Introduction & Inspiration For Teenager Portrait
This segment is all about photographing teenagers, and as I mentioned earlier in Australia it's not something that's very popular. So we don't just have those bookings for like the high school senior shoots. I often have teenagers come in though for family portrait sessions. If I come in and I connect with someone who is a teenager, it's a pretty sure bet that I'm gonna photograph them in another way and create something special for them. Because having a teenage daughter of my own... I know, and I... Well, you know I was a teenager. So I understand what they're going through. In today's world I am, you know, aware of the influence from social media and the pressures to look a certain way. To be a certain way. To be perfect in a sense, and it can be really tough on kids. Especially when they're sort of you know between that sort of 14 to 17 age group, because they're growing at such a rapid rate. The hormonal changes that they grow through are huge. Also their brain is developing so fa...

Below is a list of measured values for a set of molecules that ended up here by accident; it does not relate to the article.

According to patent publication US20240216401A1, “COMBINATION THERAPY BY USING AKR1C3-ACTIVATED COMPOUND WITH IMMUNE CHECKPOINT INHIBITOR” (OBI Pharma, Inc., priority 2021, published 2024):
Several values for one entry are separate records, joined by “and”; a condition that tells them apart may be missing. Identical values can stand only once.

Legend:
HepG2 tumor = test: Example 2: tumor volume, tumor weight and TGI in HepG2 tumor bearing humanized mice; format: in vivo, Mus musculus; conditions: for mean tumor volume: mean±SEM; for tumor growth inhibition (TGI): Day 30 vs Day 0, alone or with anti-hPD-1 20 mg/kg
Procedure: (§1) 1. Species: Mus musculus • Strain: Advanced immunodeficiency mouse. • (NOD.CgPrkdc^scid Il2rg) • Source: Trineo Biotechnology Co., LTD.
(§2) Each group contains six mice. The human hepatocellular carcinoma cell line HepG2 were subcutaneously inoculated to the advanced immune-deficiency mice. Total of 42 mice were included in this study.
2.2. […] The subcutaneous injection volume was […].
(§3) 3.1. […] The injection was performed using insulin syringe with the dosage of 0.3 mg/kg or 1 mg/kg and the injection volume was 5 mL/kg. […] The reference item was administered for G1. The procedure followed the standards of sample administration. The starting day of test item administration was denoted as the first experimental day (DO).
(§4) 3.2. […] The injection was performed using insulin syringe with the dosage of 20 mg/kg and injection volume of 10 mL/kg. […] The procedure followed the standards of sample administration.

st for them to be able to actually mentally understand what's happening around them and to them. It's very complex being a teenager. Our model is 17, and I remember back to that age. I already moved out of home. I'm sort of aware of some of those struggles that you go through at this age. I'm really excited to actually create something for our model today that shows her beauty and makes her feel powerful in herself. So, that's really exciting. I'm gonna take you through a few of my slides here, because it's important to know where I'm obviously finding inspiration. Again it's those same points. It might be from one place or another, but it's starting off that research process. And starting with a few little pieces of information that during that meeting when you asked those questions. They're starting to give you answers, and then you're kind of taking notes. Then you can't wait to get on the computer and start researching different things, or perhaps different eras. Our model today has a very, she's got a very classic look. She almost reminds me of, you know sort of medieval times in terms of her porcelain skin and her bone structure. She's really quite beautiful. That's inspired me as well to create what I'm gonna create during this setup. Going through some of the photos that I've created and what's inspired me. Everything speaks to us differently. I was in an art gallery and this image really moved me. Really, really moved me. It's called the Martyr. It was in the Louvre in the Louvre Art Gallery. I just stood there for such a long period of time staring at it, because it's very, very dark. The more you look at it the more you start to see into the background of what's happening to tell this story. I was completely fascinated by this. It's very dark, it's very moody. It's gonna speak to some people, and it's not gonna speak to other people. So it's okay to be naturally drawn to something that really resonates with you, because like I said we're all completely different. So what I create today, not everybody's gonna go out and create the same thing, but that's the beautiful thing about this. It's story telling portraiture. It's creating and finding inspiration from so many different things and factors. That are gonna help you tell someone else's story and be impacted by so many different elements and things that you've learned along the way. This particular painting inspired me to create something that was... In the next images you're gonna look at it and go, what is that? But the next image shows you a little behind the scenes footage of what I tried to create something similar. This was when our pool was first put in. (laughs) It was warm. It looks a little cold. But, I did want to create something like this to create the following image. It is a composite photograph, because I knew that there was no way that I could do this as a single capture image. That's that process that you go through. Yes I create single captures for entering competitions that have that as a guideline for some of those categories, but not all categories are single capture. You can enter illustrative categories where you can enter heavily composited images. For this one the background was taken in New Zealand. The deer was taken in another location. Then obviously the photo that was taken in the pool was added later in post production. But I've tried to create something a little different and put my spin on it. The deer has a great meaning in terms of why it's there in the frame. You know it's kind of like that new life type thing that's coming through there. So that's my sort of spin on something like that. It's not gonna resonate with everyone, but for me it was an important photograph to try and accomplish. What I loved about this was. It was really hard to do. So I learned so much throughout that process of trying to make it look realistic and trying to create something. I love that creative process of trying to come up with something that was unique and different. You know that the thing when I talk later on about enter awards and things like that. You know when you put an image up in front of a judging panel and you've got five completely judges in there. It only takes one of them for an image to resonate with them. Then they'll fight for that photograph if they want it to have a better score. So you don't have to impress all of the judges. I've often in judging history, you know, sort of gone quite high on an image that me feel really uncomfortable, but because it made me uncomfortable it made me feel something. When you are creating something some of those things don't always go, ah you know that's gonna make someone a bit skirmish. Or that's gonna make someone not, you know, enjoy it or feel comfortable. It's just about creating for you and creating pieces of art work that you know people are gonna love that are in the photos. I even found inspiration from quotes. This was a beautiful quote that's actually the lyrics out of a song. You know when you walk into a room everything changes. Darkness starts to tremble at the light that you bring. Every heart starts burning, and nothing matters more than just to sit here at your feet. So when I think of that, I think of how bright the room becomes when my daughters walk into it, or any of my kids. Especially, you know, my girls. When they smile they really do light up a room. So for me as a parent that was something that really struck a cord, and when I'm creating I wanna create something that really does kind of have that impact and is something just that little different. So I can see a lot of you looking at it going, I wasn't expecting that to pop up. But that's my crazy imagination and that's my level of, you know, imagination that's bringing those lyrics to life for me. So I've created that portrait for me, and I think that's really important as an artist as well. You know having these personal projects and being able to really have some fun and explore the possibilities of what is possible. I'll show you later on exactly how I created that, which is pretty cool. But when it comes to creating storyboards... When I'm photographing my children, which I highly recommend to everybody out there. Get them to create a storyboard, and then you interpretate it. Then you become the opposite end of the stick. Get them to create a beautiful storyboard. I've got two of my girls on Pinterest with their own accounts set up. I love going in and seeing the different boards that they are creating, because it inspires me in such a different way. Because that's what they see, and I would've seen something completely different. You know, what was it that grabbed their attention? Was it the pose? Was it the way that the art form? The way that it was created? Was it the colors? Was it the composition? All of those things. So I sit and I talk to them about that. I allow them to actually, you know, be free in their thoughts and let them know that it's okay to think, you know, think outside the square. Think that anything's possible in terms of creation. In terms of being artistic.